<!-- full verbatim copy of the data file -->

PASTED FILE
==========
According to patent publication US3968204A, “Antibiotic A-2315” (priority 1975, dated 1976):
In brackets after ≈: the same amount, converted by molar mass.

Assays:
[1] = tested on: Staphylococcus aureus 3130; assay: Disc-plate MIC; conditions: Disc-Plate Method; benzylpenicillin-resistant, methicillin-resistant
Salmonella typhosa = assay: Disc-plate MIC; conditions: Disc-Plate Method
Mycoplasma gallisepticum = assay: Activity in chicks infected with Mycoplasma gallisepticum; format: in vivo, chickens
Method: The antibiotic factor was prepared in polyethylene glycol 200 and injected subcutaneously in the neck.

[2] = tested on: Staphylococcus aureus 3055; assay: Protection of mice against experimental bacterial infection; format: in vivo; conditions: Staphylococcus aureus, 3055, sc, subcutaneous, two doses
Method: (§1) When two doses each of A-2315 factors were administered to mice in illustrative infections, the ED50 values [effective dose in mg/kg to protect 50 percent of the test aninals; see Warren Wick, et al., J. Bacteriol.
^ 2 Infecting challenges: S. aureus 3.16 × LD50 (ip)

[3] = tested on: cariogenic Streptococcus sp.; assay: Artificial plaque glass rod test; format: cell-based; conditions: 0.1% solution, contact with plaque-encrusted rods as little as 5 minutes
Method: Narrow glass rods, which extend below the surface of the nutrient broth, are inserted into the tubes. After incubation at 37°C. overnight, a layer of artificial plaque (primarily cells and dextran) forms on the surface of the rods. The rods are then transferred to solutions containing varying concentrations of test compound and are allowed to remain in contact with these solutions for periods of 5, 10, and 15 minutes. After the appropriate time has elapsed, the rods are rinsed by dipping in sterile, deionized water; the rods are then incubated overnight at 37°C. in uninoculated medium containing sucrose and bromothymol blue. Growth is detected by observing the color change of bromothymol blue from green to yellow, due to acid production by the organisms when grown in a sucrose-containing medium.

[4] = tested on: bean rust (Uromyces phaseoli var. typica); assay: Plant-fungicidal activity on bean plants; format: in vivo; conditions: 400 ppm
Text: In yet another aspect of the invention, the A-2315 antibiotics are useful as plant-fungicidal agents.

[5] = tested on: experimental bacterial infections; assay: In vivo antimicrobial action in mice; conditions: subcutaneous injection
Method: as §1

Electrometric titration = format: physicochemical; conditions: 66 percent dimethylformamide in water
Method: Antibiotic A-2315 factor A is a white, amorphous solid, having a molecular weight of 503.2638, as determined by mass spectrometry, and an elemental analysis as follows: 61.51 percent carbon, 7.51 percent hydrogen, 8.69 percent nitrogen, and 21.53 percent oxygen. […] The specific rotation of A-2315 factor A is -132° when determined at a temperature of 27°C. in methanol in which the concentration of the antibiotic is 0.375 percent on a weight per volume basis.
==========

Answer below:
According to patent publication US3968204A, “Antibiotic A-2315” (priority 1975, dated 1976):
In brackets after ≈: the same amount, converted by molar mass.

Assays:
[1] = tested on: Staphylococcus aureus 3130; assay: Disc-plate MIC; conditions: Disc-Plate Method; benzylpenicillin-resistant, methicillin-resistant
Salmonella typhosa = assay: Disc-plate MIC; conditions: Disc-Plate Method
Mycoplasma gallisepticum = assay: Activity in chicks infected with Mycoplasma gallisepticum; format: in vivo, chickens
Method: The antibiotic factor was prepared in polyethylene glycol 200 and injected subcutaneously in the neck.

[2] = tested on: Staphylococcus aureus 3055; assay: Protection of mice against experimental bacterial infection; format: in vivo; conditions: Staphylococcus aureus, 3055, sc, subcutaneous, two doses
Method: (§1) When two doses each of A-2315 factors were administered to mice in illustrative infections, the ED50 values [effective dose in mg/kg to protect 50 percent of the test aninals; see Warren Wick, et al., J. Bacteriol.
^ 2 Infecting challenges: S. aureus 3.16 × LD50 (ip)

[3] = tested on: cariogenic Streptococcus sp.; assay: Artificial plaque glass rod test; format: cell-based; conditions: 0.1% solution, contact with plaque-encrusted rods as little as 5 minutes
Method: Narrow glass rods, which extend below the surface of the nutrient broth, are inserted into the tubes. After incubation at 37°C. overnight, a layer of artificial plaque (primarily cells and dextran) forms on the surface of the rods. The rods are then transferred to solutions containing varying concentrations of test compound and are allowed to remain in contact with these solutions for periods of 5, 10, and 15 minutes. After the appropriate time has elapsed, the rods are rinsed by dipping in sterile, deionized water; the rods are then incubated overnight at 37°C. in uninoculated medium containing sucrose and bromothymol blue. Growth is detected by observing the color change of bromothymol blue from green to yellow, due to acid production by the organisms when grown in a sucrose-containing medium.

[4] = tested on: bean rust (Uromyces phaseoli var. typica); assay: Plant-fungicidal activity on bean plants; format: in vivo; conditions: 400 ppm
Text: In yet another aspect of the invention, the A-2315 antibiotics are useful as plant-fungicidal agents.

[5] = tested on: experimental bacterial infections; assay: In vivo antimicrobial action in mice; conditions: subcutaneous injection
Method: as §1

Electrometric titration = format: physicochemical; conditions: 66 percent dimethylformamide in water
Method: Antibiotic A-2315 factor A is a white, amorphous solid, having a molecular weight of 503.2638, as determined by mass spectrometry, and an elemental analysis as follows: 61.51 percent carbon, 7.51 percent hydrogen, 8.69 percent nitrogen, and 21.53 percent oxygen. […] The specific rotation of A-2315 factor A is -132° when determined at a temperature of 27°C. in methanol in which the concentration of the antibiotic is 0.375 percent on a weight per volume basis.